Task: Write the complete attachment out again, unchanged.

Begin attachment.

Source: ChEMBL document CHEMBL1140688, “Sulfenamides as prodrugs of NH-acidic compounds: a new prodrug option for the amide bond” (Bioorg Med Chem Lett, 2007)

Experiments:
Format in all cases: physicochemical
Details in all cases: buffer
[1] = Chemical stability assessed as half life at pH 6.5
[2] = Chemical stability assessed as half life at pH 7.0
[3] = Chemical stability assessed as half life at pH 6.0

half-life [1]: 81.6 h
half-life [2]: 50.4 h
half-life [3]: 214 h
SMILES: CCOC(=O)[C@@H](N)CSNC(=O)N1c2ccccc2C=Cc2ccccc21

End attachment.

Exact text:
Source: ChEMBL document CHEMBL1140688, “Sulfenamides as prodrugs of NH-acidic compounds: a new prodrug option for the amide bond” (Bioorg Med Chem Lett, 2007)

Experiments:
Format in all cases: physicochemical
Details in all cases: buffer
[1] = Chemical stability assessed as half life at pH 6.5
[2] = Chemical stability assessed as half life at pH 7.0
[3] = Chemical stability assessed as half life at pH 6.0

half-life [1]: 81.6 h
half-life [2]: 50.4 h
half-life [3]: 214 h
SMILES: CCOC(=O)[C@@H](N)CSNC(=O)N1c2ccccc2C=Cc2ccccc21